The Holly and the Ivy (Chelmsford – tour)
Michael Lunney's production of the play by Wynyard Browne has been rethought for this 18th year tour by Middle Ground.
The action of The Holly and the Ivy takes place, as you might expect from the title, at Christmas. The year is 1947 when the aftermath of military success – the perhaps inevitable resulting economic and social collapse – is just beginning to strike home.
We are in the living-room of a Norfolk country vicarage and the characters are the extended family of the incumbent. Also on the scene is David, the engineer son of a local farmer who has now been offered a prestigious and well-paid post in South America. He wants Jenny to go with him as his wife.
She sees her duty as staying at home and looking after her widower father – after all, that's what daughters are supposed to do. It's not in the least what her sister Margaret, a Fleet Street journalist, wants to do, while brother Mick still has a year of Army service to endure (though his father wants him to go to Cambridge).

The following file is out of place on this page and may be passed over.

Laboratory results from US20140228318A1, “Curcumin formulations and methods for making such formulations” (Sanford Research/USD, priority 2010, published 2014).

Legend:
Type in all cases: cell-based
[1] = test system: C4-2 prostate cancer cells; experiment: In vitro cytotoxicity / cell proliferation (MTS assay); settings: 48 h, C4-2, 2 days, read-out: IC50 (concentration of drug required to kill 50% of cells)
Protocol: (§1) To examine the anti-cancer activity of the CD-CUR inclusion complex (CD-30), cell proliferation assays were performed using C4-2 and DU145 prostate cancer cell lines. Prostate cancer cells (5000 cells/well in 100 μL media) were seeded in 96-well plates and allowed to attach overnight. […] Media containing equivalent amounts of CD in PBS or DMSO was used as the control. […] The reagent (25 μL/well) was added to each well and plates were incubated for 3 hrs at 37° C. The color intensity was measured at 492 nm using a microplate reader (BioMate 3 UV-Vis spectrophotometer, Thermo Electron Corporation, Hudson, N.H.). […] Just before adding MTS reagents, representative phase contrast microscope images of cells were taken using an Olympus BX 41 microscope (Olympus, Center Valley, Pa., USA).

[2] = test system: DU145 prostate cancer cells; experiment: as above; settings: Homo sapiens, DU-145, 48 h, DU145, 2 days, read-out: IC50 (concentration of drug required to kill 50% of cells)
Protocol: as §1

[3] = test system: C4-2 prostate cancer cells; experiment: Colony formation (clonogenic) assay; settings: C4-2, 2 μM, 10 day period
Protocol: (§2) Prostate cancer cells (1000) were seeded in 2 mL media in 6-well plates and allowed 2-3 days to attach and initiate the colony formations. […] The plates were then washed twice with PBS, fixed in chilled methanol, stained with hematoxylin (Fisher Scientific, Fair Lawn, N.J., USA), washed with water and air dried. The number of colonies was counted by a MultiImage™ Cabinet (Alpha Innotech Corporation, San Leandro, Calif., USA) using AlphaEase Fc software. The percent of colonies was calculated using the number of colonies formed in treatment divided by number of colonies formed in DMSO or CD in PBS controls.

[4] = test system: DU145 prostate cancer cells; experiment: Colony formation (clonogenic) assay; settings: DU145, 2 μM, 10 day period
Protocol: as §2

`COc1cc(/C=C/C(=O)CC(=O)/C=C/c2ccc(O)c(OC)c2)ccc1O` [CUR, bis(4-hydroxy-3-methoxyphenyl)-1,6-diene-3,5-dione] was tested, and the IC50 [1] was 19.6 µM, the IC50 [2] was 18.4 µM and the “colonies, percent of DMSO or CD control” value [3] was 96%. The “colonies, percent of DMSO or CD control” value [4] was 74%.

Add in two aunts, one the father's sister and the other his late wife's sibling, an ex-Army cousin – and you have the perfect recipe for a traditional Christmas family show-down. Lunney keeps it simmering well, with a re-designed set and actors who take on board the sincerity of mid-20th century attitudes.
Sally Day's Margaret is particularly effective characterisation with George Telfer, taking over the part of Richard from an indisposed Alan Leith, baking her up. I did wonder why Stuart McGugan's Martin and Saly Sanders' Aunt Bridget sounded so excessively Irish and Tom Roberts' David so very Scottish.
Aunt Lydia is delicately sketched by Hildegard Neil with Rachel Waters perhaps a trifle too subdued as Jenny. Dean Smith plays Mick, a lad who knows how to play the Army to his advantage but is not so sure-touched when it comes to his family.
The Holly and the Ivy runs at the Civic Theatre, Chelmsford until 19 November and tours nationally until 30 November.